Here's why: PHB pg 203 breaks down what each Component of a spell; that is, Verbal, Somatic, and Material; means and what happens if you can't provide each required component of any spell you wish to cast.

"...if you can't provide one or more of a spell's components, you are unable to cast the spell..."

Somatic: "...if a spell requires a somatic component, the caster must have free use of at least one hand to perform these gestures ..."

Material: "...A ...caster must have a hand free to access these components (either a Spellcasting Focus, A Component Pouch, or the individual material requirements) ...but it can be the same hand used to perform Somatic components."

Verbal: "...the chanting of mystical words....a character who is gagged or in an area of silence (otherwise unable to speak), can't cast a spell with a verbal component..."

If any spell that you cast while holding both a shield and a sword, meaning both of your hands are occupied by an item that is NOT your spellcasting focus, then you have no hands free to use Somatic or Material components and those spells can not be cast. Having both hands occupied does nothing to impede you from casting spells that only have Verbal components however.

Wielding a 2 handed Weapon like a Greatsword

Not by rules as written if the 2 Handed weapon is not Versatile

A greatsword is a 2 handed weapon and, despite the argument about being able to 'let go of it for a moment and hold it with one hand', it is unfortunately not also a 'Versatile' weapon, which allows for wielding in one or two hands as desired. PHB page 147 explains that 2 handed weapons (that are not versatile) require 2 hands to use when making attacks.

These 2 (perhaps not entirely clear to some people) rulings make having the War Caster feat actually mean something, or else the feat would not be written with the very particular language it is written with. If you COULD cast a spell while wielding a weapon in 2 hands or having a weapon and a shield in both hands, the 2nd bullet point of this feat would be useless and void. They did not make this bullet point useless and void by allowing you to 'take a hand off of' a 2 handed weapon for spellcasting purposes.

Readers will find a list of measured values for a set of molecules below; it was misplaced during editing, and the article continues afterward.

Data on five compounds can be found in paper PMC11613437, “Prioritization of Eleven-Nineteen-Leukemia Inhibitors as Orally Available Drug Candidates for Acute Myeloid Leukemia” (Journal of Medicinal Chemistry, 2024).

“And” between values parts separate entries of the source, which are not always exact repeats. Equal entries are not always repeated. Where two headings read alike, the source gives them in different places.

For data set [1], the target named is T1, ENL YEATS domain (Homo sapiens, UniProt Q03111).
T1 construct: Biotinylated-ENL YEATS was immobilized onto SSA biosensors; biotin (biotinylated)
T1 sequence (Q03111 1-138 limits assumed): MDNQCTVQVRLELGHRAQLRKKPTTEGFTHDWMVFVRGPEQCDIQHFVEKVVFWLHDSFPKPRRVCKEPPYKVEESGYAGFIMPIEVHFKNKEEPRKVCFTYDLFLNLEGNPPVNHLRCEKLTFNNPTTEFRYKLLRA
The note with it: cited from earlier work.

Argument: Errata made a point of emphasizing that you don't need 2 hands for a 2 handed weapon 'while you simply hold it' , leading to some speculation that during combat it is perfectly fine to 'simply hold it' with one hand to cast a spell...even though this would change everything and make the 2nd bullet point in the feat useless and void, which we already know Wizards of the Coast didn't and wouldn't do. An argument can be made for the other side that the Errata wouldn't go out of its way to spell it out like this if it couldn't be used, and so it goes, back and forth, until someone over there clarifies. In this case use whichever side of the argument you feel is correct.

  • \$\begingroup\$ Being able to perform S components with a two-handed weapon does not make that aspect of War Caster useless. It still benefits shield users and two weapon fighting. You can't seriously suggest all two-handed weapon need to be held with both hands all the time. Bows are two-handed weapons and by the rules the player takes their hand off them every time they draw an arrow (Ammunition property). \$\endgroup\$
    – Doval
    Oct 24, 2016 at 20:51
  • \$\begingroup\$ @Doval Bows may require one hand to hold the Bow, and another to draw to the ammunition (making it 2 handed but not Heavy) , but the clearly defined and written rules of D&D 5E were obviously not meant to be broken down into semantics and technicalities. The above rules are clearly stated on 2 handed weapons and all components except verbal. Disliking the way the rules work together when spelled out doesn't make my answer bad, only undesirable. \$\endgroup\$
    – Airatome
    Oct 25, 2016 at 1:31
  • \$\begingroup\$ A bow isn't two-handed because you need a second hand for ammunition, it's two-handed because you need two hands to take the shot, which is exactly what the errata was addressing. A Light Crossbow also needs a free hand for ammunition but is a one-handed weapon because you only need one hand to shoot it once it's loaded. I don't dislike your answer because it causes the rules to interact weirdly, I dislike it because it's wrong! The errata spells out clearly very clearly the 2H property is only relevant to attacking. \$\endgroup\$
    – Doval
    Oct 25, 2016 at 12:51